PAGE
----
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Viruses ; 14(5)2022 05 06.
Article in English | MEDLINE | ID: covidwho-1862912


The rapid global spread of severe acute respiratory coronavirus 2 (SARS-CoV-2) has resulted in an urgent effort to find efficacious therapeutics. Broad-spectrum therapies which could be used for other respiratory pathogens confer advantages, as do those based on targeting host cells that are not prone to the development of resistance by the pathogen. We tested an intranasally delivered carbohydrate-binding module (CBM) therapy, termed Neumifil, which is based on a CBM that has previously been shown to offer protection against the influenza virus through the binding of sialic acid receptors. Using the recognised hamster model of SARS-CoV-2 infection, we demonstrate that Neumifil significantly reduces clinical disease severity and pathological changes in the nasal cavity. Furthermore, we demonstrate Neumifil binding to the human angiotensin-converting enzyme 2 (ACE2) receptor and spike protein of SARS-CoV-2. This is the first report describing the testing of this type of broad-spectrum antiviral therapy in vivo and provides evidence for the advancement of Neumifil in further preclinical and clinical studies.

COVID-19 , Peptidyl-Dipeptidase A , COVID-19/drug therapy , Carbohydrates , Cricetinae , Humans , Peptidyl-Dipeptidase A/metabolism , SARS-CoV-2 , Spike Glycoprotein, Coronavirus
Antiviral Res ; 203: 105332, 2022 Jul.
Article in English | MEDLINE | ID: covidwho-1821130


Antibodies against SARS-CoV-2 are important to generate protective immunity, with convalescent plasma one of the first therapies approved. An alternative source of polyclonal antibodies suitable for upscaling would be more amendable to regulatory approval and widespread use. In this study, sheep were immunised with SARS-CoV-2 whole spike protein or one of the subunit proteins: S1 and S2. Once substantial antibody titres were generated, plasma was collected and samples pooled for each antigen. Non-specific antibodies were removed via affinity-purification to yield candidate products for testing in a hamster model of SARS-CoV-2 infection. Affinity-purified polyclonal antibodies to whole spike, S1 and S2 proteins were evaluated for in vitro for neutralising activity against SARS-CoV-2 Wuhan-like virus (Australia/VIC01/2020) and a recent variant of concern, B.1.1.529 BA.1 (Omicron), antibody-binding, complement fixation and phagocytosis assays were also performed. All antibody preparations demonstrated an effect against SARS-CoV-2 disease in the hamster model of challenge, with those raised against the S2 subunit providing the most promise. A rapid, cost-effective therapy for COVID-19 was developed which provides a source of highly active immunoglobulin specific to SARS-CoV-2 with multi-functional activity.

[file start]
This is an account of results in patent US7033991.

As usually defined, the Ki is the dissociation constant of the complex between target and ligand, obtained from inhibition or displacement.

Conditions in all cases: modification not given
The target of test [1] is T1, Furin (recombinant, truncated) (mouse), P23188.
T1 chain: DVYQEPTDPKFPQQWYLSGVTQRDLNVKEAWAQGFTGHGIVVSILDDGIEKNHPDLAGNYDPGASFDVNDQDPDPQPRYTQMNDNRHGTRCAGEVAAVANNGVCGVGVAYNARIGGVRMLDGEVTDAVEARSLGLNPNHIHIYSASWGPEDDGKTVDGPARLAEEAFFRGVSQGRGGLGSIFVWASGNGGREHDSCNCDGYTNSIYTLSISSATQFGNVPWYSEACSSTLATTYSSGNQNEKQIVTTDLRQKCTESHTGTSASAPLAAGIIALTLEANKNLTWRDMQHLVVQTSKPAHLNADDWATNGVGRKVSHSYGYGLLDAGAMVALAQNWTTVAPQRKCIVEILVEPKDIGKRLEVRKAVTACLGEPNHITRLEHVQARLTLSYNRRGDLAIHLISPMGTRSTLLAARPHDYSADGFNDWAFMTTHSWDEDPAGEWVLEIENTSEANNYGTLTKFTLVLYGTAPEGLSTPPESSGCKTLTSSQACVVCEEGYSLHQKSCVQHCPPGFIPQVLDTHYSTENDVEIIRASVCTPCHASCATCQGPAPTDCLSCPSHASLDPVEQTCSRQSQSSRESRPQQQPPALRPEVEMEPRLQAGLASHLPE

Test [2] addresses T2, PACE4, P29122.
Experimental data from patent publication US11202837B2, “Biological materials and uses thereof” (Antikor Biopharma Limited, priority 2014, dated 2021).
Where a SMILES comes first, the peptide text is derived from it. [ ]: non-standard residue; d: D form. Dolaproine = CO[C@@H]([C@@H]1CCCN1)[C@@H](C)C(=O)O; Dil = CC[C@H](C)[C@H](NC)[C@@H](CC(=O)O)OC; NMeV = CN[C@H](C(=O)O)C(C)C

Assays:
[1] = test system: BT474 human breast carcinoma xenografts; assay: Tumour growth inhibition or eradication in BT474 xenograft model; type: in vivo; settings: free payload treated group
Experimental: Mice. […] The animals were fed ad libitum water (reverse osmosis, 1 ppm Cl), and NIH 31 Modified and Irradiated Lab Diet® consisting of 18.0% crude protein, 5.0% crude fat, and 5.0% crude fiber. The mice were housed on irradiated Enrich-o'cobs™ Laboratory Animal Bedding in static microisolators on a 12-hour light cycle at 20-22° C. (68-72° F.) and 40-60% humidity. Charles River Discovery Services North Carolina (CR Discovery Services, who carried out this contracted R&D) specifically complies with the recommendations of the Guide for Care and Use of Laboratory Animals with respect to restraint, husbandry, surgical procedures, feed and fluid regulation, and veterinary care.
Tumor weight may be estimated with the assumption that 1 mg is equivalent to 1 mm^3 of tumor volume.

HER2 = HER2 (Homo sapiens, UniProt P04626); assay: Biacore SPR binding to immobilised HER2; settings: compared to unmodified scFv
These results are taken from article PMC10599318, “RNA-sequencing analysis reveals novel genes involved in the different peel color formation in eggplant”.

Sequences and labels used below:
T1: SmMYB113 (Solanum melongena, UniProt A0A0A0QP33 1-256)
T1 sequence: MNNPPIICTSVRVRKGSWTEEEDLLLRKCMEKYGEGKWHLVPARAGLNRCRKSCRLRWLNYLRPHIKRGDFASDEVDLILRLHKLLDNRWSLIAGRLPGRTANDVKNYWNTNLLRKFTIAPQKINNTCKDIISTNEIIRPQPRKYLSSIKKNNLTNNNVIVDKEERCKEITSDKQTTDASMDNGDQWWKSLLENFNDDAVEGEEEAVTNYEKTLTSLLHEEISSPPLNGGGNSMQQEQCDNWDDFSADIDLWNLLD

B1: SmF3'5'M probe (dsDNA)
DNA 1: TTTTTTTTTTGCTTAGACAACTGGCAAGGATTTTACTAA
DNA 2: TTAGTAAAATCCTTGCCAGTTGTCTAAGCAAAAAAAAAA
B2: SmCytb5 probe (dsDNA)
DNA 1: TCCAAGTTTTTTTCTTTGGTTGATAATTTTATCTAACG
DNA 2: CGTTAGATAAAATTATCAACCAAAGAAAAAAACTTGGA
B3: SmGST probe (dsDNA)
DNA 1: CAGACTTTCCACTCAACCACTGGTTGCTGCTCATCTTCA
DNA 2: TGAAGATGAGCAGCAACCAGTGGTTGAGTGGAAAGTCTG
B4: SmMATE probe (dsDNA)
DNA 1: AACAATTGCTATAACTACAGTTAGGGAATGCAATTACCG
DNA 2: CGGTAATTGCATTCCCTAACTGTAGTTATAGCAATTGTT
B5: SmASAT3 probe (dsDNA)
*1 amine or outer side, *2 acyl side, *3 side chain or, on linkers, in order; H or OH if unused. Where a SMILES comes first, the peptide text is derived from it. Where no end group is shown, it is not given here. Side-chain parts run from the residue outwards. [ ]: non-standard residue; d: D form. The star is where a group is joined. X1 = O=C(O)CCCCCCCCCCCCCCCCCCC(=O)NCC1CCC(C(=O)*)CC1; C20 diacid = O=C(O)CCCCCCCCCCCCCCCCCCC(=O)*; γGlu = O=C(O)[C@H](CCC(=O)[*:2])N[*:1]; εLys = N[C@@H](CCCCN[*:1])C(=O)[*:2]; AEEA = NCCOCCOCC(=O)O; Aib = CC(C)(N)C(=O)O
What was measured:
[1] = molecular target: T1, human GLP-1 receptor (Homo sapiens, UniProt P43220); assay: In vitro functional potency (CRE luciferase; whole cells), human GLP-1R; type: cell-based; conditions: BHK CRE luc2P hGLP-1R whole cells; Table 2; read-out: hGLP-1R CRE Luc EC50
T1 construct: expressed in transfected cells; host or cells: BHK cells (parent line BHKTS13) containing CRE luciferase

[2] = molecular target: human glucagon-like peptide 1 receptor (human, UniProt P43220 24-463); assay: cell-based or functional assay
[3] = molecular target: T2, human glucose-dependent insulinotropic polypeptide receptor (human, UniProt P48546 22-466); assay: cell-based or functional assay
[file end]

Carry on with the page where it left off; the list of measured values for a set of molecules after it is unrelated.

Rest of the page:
COVID-19 , Animals , Antibodies, Neutralizing/therapeutic use , Antibodies, Viral , COVID-19/drug therapy , COVID-19/therapy , Cost-Benefit Analysis , Immunization, Passive , SARS-CoV-2 , Sheep , Spike Glycoprotein, Coronavirus
Elife ; 112022 04 19.
Article in English | MEDLINE | ID: covidwho-1791920


The pathogenesis and host-viral interactions of the Crimean-Congo hemorrhagic fever orthonairovirus (CCHFV) are convoluted and not well evaluated. Application of the multi-omics system biology approaches, including biological network analysis in elucidating the complex host-viral response, interrogates the viral pathogenesis. The present study aimed to fingerprint the system-level alterations during acute CCHFV-infection and the cellular immune responses during productive CCHFV-replication in vitro. We used system-wide network-based system biology analysis of peripheral blood mononuclear cells (PBMCs) from a longitudinal cohort of CCHF patients during the acute phase of infection and after one year of recovery (convalescent phase) followed by untargeted quantitative proteomics analysis of the most permissive CCHFV-infected Huh7 and SW13 cells. In the RNAseq analysis of the PBMCs, comparing the acute and convalescent-phase, we observed system-level host's metabolic reprogramming towards central carbon and energy metabolism (CCEM) with distinct upregulation of oxidative phosphorylation (OXPHOS) during CCHFV-infection. Upon application of network-based system biology methods, negative coordination of the biological signaling systems like FOXO/Notch axis and Akt/mTOR/HIF-1 signaling with metabolic pathways during CCHFV-infection were observed. The temporal quantitative proteomics in Huh7 showed a dynamic change in the CCEM over time and concordant with the cross-sectional proteomics in SW13 cells. By blocking the two key CCEM pathways, glycolysis and glutaminolysis, viral replication was inhibited in vitro. Activation of key interferon stimulating genes during infection suggested the role of type I and II interferon-mediated antiviral mechanisms both at the system level and during progressive replication.